MENKIN IS AN ACCOMPLISHED
STORYTELLER, thanks in part to his days in
the classroom. The Bronx native intended
to be a college professor—on the wall
opposite Noriega hangs a Ph.D. in English
literature from Syracuse University.
A first-generation American, born to
Russian immigrants, the importance of a
good education was emphasized in the
Menkin house. His eyes twinkle when the
conversation turns to family. Menkin’s
office is a shrine to those he loves: from
his parents to Laurie, his wife of 40 years;
to his two sons and a daughter, to his
grandson, Aiden. The centerpiece is a
family photo taken in 1910 that shows
several generations of ancestors.
“They had the classic immigrant story,”
he says. “Three of my relatives came over
around 1904, penniless, and they worked,
and then brought the whole family over.”
It’s easy to imagine him in a courtroom
mesmerizing a jury with this story. But
before he was delivering impassioned
closing arguments, he was lecturing
students as an elementary school teacher
in New York City; and later, in the SUNY
system, as an assistant professor of
English. Menkin’s office still bears the signs
of his first love—like an oversized dictionary
and a print of “Shakespeare and His
Friends.” It’s easy to pick up on a passion
for language, too—he’s got a lot to say.
“I’m in love with myself,” he says. “I
know that, and I get it out there up front.”
Menkin insists every ounce of bravado
and confidence that exudes from him is
necessary for his clients.
“When your client has the next 20 years
of their life in front of them and faces
some terrible criminal charge that could
potentially destroy them, they want an
attorney who is bold, who is self-confident,
and who is ready to kick some ass,” he says.
So what compelled a young professor
with a bright future in academia to
“There wasn’t enough drama,” he says.
“While I was teaching, I was subpoenaed
to appear in court, and I just immediately
related to it as a theatrical production.
That was a seminal moment.” The man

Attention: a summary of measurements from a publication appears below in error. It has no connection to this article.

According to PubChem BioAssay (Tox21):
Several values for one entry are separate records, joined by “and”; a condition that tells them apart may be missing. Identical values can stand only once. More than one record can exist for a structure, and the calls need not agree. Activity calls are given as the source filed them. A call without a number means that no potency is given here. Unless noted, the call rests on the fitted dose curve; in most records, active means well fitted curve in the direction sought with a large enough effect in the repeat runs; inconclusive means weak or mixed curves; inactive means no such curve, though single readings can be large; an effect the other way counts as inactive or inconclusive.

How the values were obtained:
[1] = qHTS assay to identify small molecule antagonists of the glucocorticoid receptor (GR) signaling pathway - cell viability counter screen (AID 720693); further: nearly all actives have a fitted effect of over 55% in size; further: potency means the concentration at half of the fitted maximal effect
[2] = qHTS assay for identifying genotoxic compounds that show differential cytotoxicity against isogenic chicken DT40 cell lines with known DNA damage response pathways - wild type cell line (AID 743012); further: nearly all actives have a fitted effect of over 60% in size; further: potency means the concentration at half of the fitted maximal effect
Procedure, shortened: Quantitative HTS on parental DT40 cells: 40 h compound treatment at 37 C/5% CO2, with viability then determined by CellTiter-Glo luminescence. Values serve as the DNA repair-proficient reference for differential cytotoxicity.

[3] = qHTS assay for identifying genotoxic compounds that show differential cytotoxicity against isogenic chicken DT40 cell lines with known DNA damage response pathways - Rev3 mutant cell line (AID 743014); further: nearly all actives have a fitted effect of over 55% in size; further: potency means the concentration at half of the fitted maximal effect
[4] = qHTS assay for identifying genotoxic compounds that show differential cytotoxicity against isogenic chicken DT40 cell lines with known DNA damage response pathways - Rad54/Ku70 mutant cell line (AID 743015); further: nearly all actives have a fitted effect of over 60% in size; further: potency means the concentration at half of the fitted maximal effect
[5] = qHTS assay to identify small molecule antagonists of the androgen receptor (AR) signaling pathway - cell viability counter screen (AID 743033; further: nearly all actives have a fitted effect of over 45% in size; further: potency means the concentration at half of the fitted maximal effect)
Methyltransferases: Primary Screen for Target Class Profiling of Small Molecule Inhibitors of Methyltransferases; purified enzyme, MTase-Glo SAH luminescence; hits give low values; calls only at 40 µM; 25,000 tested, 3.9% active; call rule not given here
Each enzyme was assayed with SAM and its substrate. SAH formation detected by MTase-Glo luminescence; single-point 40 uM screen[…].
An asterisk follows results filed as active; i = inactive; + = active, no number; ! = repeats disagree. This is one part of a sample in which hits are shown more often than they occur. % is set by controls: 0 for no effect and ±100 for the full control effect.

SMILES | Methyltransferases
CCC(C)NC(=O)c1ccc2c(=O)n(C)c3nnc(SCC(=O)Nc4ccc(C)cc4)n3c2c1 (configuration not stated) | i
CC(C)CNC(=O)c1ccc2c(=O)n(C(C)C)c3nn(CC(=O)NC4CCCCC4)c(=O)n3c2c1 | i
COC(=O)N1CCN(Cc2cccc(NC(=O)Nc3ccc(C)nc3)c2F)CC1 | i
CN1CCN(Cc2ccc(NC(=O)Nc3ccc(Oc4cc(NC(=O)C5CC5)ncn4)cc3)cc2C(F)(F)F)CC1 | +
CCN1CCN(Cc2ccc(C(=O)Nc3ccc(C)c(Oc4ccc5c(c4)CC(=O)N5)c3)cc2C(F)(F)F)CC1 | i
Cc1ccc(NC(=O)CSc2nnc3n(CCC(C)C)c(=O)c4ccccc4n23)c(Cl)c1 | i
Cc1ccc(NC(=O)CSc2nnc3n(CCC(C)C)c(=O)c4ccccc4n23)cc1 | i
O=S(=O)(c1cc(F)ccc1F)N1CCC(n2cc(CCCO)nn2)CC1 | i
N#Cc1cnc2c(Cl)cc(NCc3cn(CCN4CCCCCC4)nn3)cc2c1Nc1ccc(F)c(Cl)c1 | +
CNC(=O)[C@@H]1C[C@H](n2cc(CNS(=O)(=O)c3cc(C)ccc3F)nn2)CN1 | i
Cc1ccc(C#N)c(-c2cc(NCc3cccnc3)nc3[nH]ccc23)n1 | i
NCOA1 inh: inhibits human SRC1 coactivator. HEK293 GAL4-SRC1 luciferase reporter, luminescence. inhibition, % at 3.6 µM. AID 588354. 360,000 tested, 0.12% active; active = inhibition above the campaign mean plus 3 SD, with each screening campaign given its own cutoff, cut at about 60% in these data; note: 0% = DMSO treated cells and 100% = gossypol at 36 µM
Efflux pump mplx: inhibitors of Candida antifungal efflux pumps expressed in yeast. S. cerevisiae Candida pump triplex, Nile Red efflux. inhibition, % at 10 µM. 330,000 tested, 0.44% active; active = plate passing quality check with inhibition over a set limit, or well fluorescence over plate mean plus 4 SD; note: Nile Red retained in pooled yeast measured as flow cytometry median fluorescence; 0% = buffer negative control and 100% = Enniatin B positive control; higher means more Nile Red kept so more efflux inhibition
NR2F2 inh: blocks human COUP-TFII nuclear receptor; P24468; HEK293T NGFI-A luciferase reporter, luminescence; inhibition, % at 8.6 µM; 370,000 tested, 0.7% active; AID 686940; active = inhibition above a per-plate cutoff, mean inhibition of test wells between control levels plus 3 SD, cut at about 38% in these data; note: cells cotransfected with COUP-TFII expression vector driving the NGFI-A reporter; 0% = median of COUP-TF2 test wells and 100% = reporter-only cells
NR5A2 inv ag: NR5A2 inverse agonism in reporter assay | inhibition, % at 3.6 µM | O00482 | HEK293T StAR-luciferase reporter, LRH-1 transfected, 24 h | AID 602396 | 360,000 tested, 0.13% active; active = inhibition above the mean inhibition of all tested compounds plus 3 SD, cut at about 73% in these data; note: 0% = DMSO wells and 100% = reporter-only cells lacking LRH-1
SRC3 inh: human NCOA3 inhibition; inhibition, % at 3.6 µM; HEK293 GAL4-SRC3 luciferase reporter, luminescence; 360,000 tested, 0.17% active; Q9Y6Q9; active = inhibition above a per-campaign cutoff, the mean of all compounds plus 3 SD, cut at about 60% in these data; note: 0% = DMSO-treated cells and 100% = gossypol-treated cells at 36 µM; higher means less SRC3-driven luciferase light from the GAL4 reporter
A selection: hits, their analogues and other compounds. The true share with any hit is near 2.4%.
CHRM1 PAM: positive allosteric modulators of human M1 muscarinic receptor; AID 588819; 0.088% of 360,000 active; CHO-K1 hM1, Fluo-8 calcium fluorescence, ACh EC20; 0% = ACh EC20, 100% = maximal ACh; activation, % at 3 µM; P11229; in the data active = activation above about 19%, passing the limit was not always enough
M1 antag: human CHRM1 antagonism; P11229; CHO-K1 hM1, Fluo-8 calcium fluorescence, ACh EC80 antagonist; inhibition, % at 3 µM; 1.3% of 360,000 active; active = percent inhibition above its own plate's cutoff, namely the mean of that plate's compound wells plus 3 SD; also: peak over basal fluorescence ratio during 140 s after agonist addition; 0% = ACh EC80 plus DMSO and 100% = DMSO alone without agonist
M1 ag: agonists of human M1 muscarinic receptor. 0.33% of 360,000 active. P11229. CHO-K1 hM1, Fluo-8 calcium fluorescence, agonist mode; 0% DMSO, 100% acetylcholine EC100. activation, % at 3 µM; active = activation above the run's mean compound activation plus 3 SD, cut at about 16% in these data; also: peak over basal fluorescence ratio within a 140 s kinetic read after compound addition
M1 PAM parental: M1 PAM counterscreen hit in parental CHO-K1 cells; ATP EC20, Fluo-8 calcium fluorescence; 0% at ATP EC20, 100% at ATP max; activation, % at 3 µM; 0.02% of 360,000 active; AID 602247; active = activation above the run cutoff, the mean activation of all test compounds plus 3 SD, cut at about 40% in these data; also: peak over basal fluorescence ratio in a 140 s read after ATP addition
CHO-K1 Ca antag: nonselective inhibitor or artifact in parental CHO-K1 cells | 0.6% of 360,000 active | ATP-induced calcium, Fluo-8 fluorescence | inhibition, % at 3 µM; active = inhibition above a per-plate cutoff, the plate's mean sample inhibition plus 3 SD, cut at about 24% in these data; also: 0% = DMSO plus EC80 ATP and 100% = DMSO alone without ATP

who wrote his doctoral dissertation on
Shakespeare had found his stage.
At Syracuse University College of Law,
Menkin became friends with fellow student
Bill Fitzpatrick. They participated in moot
court together. “I could tell right away he
was a very talented guy,” Fitzpatrick says.
“We formed a friendship that has lasted
more than 40 years.”
Fitzpatrick, who was a year ahead of
Menkin, went on to play a significant role in
shaping his friend’s career.
“I recruited Eddie to join the DA’s office,
and he tried a bunch of cases here before
he went out on his own,” says Fitzpatrick,
who has served as the district attorney
for Onondaga County since 1992. “He’s
meticulous. His mind operates in a superior
manner, and he can usually see things
before the other side does.”
That’s why, in 1992, when Fitzpatrick
needed to recuse himself from the trial of
Walid Daniel, accused of murdering his
wife, Fitzpatrick reached out to Menkin to
step in as a special prosecutor.
“It was a very tough, very circumstantial
case, and the only person I would let touch
it was Eddie,” Fitzpatrick recalls. “He got
the conviction, and I always like to remind
him he was a better prosecutor than a
Despite his success in the DA’s office,
Menkin was drawn to the defense side
because it allowed him to fight for the
underdog and work alone.
“I’m a get-along guy—as long as you do
it my way,” says the sole practitioner.
One of Menkin’s ways? Navigating the
often-tumultuous relationship between
prosecutor and defense attorney, which
he’s done many times, particularly
At the forefront of their many battles
was the 2014 trial of Menkin’s client,
Ronald Meadow, charged with his wife’s
murder. The twist: It was a cold case.
Menkin’s client was brought to trial 29
years after his wife’s death, when, in 2013,
tech advances allowed decades-old DNA
material found under her fingernails to be
tested. Menkin says it was one of the more
challenging trials of his career.
“Dealing with Fitz is always a
monumental challenge because he’s such
a talented attorney,” he says. “But our
friendship is certainly compartmentalized
when we enter the arena.”
Menkin says the Meadow case was
difficult because much of the proof lay
in forensic analysis of evidence that was
nearly 30 years old.
“These are sciences and technologies that
have only recently come into significance,”
he says. “But the reality is, the discovery
you get from the original investigation is
without any of that sophisticated stuff—it’s
reconstruction of reconstruction.”
Though Fitzpatrick bested Menkin,
Menkin says the court got it wrong.
“The judge in the case was Tony Aloi—he
is a great guy,” Menkin says. “But he kept
overruling my significant objections.”
Menkin, in court, as a client is led to jail. He keeps this photo on his computer.
“It’s a case where I felt justice wasn’t served, and this serves as a reminder of
what I’m fighting for,” he says.